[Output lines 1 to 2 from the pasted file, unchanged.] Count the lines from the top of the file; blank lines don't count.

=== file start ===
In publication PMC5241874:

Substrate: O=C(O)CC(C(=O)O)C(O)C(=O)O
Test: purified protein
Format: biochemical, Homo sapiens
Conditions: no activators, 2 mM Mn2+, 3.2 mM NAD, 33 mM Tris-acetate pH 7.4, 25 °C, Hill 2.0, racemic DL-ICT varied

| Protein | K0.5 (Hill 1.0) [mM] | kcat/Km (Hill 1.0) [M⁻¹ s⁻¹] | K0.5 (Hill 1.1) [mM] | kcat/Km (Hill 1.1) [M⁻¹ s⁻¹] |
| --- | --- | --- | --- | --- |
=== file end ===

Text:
In publication PMC5241874:

Substrate: O=C(O)CC(C(=O)O)C(O)C(=O)O